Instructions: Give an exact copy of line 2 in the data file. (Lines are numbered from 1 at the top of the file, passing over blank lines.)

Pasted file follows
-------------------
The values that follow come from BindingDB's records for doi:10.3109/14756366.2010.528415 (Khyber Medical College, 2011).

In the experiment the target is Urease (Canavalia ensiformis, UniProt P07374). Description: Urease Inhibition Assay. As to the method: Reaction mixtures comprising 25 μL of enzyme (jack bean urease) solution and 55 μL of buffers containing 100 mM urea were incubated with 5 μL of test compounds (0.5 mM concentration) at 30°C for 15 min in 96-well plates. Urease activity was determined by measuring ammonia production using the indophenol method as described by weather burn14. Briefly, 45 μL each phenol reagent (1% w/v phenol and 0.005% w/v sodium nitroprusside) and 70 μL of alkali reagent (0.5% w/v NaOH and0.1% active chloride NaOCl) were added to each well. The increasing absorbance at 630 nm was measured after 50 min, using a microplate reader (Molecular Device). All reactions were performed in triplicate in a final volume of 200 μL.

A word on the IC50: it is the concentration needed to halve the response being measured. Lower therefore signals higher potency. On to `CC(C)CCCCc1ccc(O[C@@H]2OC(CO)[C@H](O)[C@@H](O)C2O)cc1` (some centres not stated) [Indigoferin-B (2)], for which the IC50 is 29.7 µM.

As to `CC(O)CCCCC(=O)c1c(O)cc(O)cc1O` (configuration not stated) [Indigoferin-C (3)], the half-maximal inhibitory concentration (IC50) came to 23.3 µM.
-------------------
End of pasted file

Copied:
In the experiment the target is Urease (Canavalia ensiformis, UniProt P07374). Description: Urease Inhibition Assay. As to the method: Reaction mixtures comprising 25 μL of enzyme (jack bean urease) solution and 55 μL of buffers containing 100 mM urea were incubated with 5 μL of test compounds (0.5 mM concentration) at 30°C for 15 min in 96-well plates. Urease activity was determined by measuring ammonia production using the indophenol method as described by weather burn14. Briefly, 45 μL each phenol reagent (1% w/v phenol and 0.005% w/v sodium nitroprusside) and 70 μL of alkali reagent (0.5% w/v NaOH and0.1% active chloride NaOCl) were added to each well. The increasing absorbance at 630 nm was measured after 50 min, using a microplate reader (Molecular Device). All reactions were performed in triplicate in a final volume of 200 μL.